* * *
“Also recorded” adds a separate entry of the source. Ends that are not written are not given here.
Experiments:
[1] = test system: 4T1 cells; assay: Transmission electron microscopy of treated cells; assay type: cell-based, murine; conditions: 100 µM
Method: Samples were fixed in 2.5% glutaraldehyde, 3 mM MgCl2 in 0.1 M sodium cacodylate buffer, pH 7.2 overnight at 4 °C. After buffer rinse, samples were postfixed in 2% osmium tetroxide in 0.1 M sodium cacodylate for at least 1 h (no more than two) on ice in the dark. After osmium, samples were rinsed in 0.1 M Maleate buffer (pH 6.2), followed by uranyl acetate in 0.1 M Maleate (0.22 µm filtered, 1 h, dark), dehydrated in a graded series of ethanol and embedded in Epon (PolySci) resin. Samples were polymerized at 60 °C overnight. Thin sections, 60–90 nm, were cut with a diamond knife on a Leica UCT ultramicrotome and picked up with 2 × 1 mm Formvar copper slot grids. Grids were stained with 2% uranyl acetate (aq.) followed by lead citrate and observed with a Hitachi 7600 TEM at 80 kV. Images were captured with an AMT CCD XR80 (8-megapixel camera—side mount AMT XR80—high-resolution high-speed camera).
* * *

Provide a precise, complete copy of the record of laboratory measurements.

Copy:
“Also recorded” adds a separate entry of the source. Ends that are not written are not given here.
Experiments:
[1] = test system: 4T1 cells; assay: Transmission electron microscopy of treated cells; assay type: cell-based, murine; conditions: 100 µM
Method: Samples were fixed in 2.5% glutaraldehyde, 3 mM MgCl2 in 0.1 M sodium cacodylate buffer, pH 7.2 overnight at 4 °C. After buffer rinse, samples were postfixed in 2% osmium tetroxide in 0.1 M sodium cacodylate for at least 1 h (no more than two) on ice in the dark. After osmium, samples were rinsed in 0.1 M Maleate buffer (pH 6.2), followed by uranyl acetate in 0.1 M Maleate (0.22 µm filtered, 1 h, dark), dehydrated in a graded series of ethanol and embedded in Epon (PolySci) resin. Samples were polymerized at 60 °C overnight. Thin sections, 60–90 nm, were cut with a diamond knife on a Leica UCT ultramicrotome and picked up with 2 × 1 mm Formvar copper slot grids. Grids were stained with 2% uranyl acetate (aq.) followed by lead citrate and observed with a Hitachi 7600 TEM at 80 kV. Images were captured with an AMT CCD XR80 (8-megapixel camera—side mount AMT XR80—high-resolution high-speed camera).